Daniel Taylor Productions' The Tommy Cooper Show.

The Tommy Cooper Show The Walker Theatre Friday 30 & 31 January (Saturday Matinee) As a theatre goer one learns early that if a show has been a success on the Edinburgh Fringe, the chances are it is likely to be something a little bit special. Daniel Taylor’s, The Tommy Cooper Show, is no exception to the rule. In fact, this show goes further than that.

This is a show written and performed by a genius. A must see show, a show that in time will probably become the definitive account of the Comic Magician, Tommy Cooper’s, life.

Keeping the set simple, it didn’t amount to much more than a gate, a table of props and a barrel of hats; the real theatre lay in the stunning performances of the three players, Daniel Taylor, Sharon Byatt and Gareth Jones (The artist formerly known as Gaz Top). Timing, gesture, movement and pathos saw the three of them retelling the story of the simple clown that we all laughed with in bygone times. Every nuance and every beautifully executed movment became the ingredients of a very special evening.

If you have never seen Tommy Cooper, Daniel Taylor’s beautifully observed characterisation will leave in you in no doubt that the man must have been quite an entertainer. The script consisting of key moments in Cooper’s career blended with a plethora of hilarious one liners , had the audience offering gales of laughter from the off. Cooper is shown to be a man that needed help, needed love and needed guidance. Unashamedly he appeared as just an ordinary guy who despite his own lack of belief, cracked it into the big time.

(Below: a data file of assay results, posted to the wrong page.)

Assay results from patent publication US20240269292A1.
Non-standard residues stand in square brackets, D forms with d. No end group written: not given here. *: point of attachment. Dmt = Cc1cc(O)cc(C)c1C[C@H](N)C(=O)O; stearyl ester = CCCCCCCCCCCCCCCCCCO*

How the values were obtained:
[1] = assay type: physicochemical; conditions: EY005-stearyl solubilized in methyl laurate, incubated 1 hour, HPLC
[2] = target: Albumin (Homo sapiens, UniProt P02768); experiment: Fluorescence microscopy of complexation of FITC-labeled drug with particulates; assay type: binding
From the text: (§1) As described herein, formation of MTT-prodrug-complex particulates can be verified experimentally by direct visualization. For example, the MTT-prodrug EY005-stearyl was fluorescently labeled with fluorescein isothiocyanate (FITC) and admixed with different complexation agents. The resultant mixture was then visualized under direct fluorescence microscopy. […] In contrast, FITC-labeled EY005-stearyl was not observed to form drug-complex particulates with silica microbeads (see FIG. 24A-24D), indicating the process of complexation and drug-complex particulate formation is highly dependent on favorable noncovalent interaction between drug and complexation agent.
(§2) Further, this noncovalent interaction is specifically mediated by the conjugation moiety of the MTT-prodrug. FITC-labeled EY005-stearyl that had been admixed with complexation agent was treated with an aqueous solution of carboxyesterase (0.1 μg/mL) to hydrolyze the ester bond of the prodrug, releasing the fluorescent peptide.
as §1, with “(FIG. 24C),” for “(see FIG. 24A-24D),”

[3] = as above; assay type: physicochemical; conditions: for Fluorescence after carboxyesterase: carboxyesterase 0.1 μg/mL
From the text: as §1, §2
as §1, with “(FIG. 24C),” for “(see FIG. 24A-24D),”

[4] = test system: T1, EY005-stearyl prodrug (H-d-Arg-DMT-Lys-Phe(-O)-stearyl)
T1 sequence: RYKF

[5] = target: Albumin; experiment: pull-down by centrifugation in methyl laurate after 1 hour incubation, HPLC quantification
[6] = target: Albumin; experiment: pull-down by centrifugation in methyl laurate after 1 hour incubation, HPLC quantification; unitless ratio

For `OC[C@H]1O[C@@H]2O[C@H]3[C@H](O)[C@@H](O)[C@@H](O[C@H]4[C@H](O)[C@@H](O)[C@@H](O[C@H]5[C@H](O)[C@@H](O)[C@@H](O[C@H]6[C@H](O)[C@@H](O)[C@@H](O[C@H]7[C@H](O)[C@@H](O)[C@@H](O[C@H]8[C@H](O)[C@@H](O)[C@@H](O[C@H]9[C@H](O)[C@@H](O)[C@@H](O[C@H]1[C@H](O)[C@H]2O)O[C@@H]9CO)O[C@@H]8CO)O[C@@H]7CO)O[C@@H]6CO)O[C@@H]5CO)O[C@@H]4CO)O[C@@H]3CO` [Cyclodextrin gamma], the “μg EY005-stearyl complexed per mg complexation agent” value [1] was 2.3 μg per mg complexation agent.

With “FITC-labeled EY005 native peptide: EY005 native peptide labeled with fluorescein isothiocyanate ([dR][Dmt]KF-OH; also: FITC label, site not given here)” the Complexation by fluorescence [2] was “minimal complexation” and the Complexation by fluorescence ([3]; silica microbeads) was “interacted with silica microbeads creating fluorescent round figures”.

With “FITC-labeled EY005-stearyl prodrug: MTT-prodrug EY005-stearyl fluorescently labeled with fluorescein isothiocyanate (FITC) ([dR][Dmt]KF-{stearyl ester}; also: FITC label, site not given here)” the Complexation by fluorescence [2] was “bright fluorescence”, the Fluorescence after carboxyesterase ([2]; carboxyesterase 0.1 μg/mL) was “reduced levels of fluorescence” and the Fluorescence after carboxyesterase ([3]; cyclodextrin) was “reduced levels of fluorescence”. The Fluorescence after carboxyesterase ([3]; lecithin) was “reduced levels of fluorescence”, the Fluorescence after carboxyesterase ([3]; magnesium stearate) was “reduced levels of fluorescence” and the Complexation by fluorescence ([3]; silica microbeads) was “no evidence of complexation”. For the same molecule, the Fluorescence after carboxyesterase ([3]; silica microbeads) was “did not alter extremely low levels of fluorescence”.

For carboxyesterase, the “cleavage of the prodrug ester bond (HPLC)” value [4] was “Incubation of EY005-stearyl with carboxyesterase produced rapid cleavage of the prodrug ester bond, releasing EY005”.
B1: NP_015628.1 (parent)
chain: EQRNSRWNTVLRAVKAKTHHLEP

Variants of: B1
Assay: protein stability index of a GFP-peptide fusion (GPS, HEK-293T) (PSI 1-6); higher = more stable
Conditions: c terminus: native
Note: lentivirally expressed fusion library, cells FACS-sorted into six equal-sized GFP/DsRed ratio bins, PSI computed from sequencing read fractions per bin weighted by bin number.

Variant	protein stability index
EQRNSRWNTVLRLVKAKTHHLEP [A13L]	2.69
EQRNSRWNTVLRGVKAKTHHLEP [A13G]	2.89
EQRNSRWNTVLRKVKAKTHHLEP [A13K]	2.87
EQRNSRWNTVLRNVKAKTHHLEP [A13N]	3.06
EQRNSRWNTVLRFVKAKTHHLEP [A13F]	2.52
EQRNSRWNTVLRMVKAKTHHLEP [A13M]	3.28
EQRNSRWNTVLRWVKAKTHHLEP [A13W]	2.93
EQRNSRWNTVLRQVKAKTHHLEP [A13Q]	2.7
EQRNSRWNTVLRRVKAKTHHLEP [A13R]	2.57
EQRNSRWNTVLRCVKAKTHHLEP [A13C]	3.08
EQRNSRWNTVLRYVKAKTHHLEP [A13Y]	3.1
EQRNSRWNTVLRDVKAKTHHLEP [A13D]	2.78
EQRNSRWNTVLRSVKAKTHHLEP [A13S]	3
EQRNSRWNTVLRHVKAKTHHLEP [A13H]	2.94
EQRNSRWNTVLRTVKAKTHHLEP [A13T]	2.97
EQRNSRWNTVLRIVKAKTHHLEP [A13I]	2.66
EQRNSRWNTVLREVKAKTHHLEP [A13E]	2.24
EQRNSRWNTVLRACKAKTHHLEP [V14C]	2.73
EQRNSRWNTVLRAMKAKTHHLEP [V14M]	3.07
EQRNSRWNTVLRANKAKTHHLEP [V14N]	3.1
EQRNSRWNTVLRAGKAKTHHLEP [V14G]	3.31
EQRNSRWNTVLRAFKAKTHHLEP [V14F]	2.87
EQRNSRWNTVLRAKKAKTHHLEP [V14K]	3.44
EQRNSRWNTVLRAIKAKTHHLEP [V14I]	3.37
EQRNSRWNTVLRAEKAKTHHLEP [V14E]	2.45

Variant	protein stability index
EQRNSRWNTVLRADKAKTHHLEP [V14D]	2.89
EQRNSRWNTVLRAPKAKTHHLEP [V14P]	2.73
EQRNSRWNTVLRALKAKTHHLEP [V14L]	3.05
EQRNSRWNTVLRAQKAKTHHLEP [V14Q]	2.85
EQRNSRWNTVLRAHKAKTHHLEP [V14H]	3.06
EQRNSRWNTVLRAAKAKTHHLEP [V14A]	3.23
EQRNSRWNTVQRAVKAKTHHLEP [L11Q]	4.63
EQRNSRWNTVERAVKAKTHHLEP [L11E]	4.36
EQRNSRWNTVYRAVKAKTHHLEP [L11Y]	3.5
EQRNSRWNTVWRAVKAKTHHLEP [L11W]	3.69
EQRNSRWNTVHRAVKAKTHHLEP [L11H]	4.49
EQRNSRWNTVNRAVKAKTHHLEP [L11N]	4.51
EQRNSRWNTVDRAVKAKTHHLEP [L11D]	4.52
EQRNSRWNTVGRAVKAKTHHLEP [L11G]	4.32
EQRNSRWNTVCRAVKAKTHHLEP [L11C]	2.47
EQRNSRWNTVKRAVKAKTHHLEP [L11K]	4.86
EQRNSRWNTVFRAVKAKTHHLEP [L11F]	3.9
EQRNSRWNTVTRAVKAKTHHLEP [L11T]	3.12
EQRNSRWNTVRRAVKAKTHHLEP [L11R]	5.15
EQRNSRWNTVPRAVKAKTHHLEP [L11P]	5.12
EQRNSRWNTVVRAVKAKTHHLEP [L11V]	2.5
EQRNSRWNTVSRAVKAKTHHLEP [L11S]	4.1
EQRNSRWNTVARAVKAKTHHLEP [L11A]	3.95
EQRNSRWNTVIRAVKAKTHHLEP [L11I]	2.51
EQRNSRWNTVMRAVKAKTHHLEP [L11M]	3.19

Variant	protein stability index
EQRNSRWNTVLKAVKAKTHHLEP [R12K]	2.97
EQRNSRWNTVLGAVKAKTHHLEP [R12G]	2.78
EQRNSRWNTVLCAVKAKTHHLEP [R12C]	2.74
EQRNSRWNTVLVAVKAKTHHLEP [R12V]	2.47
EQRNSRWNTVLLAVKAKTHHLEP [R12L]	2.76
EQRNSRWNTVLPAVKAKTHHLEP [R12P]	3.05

And how we Brits love common man done good. With just a slight intimation of Cooper’s drinking, the show does nothing to tarnish the reputation of the former star, in fact quite the reverse. One couldn’t help but love the man. He was a clown and in a world that can be very harsh and very cruel, we all sometimes need a break, he offered that.

Variety may be over, the golden age of the big variety stars may be but a candle long since snuffed. But the humanity that emits from the spirit of Tommy Cooper goes a long way to suggest that with the new slick, sophisticated, plasticised celebrities of today, we have thrown the baby out with the bath water as we closed thatres all over the country and pulled the wonderful Music Halls. Admittedly Cooper was a Television made star but his act lay deep rooted in a theatre style that was soon to be forgotten. Did we all lose something? I think perhaps we did.

This is a five star review.

Owen Lewis

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Owen Lewis Owen Lewis

Owen Lewis was born fifty something years ago in the land of the black puddings. For the geographically challenged that is in Lancashire. Moving to Shropshire From 1970 Owen was brought up in Church Stretton. His first real job was in radio. After starting on BBC Radio Shropshire he became known on Marcher Sound, broadcasting throughout the North West for several years. After a university degree course in Theatre, Owen became an actor and went on to play "Pirate Bill" in The Alton Towers Hotel. He also made several television appearances. Returning to university he took his PGCE enabling him to teach. That saw him on the Essex coast as a drama teacher and latterly as a Creative Educational Liaison Officer making films and creating new teaching methods to employ on children in need of more help in their fundamental learning skills. Published playwright Owen ultimately wants a house boat in Amsterdam to focus on his work as Playwright and Poet.

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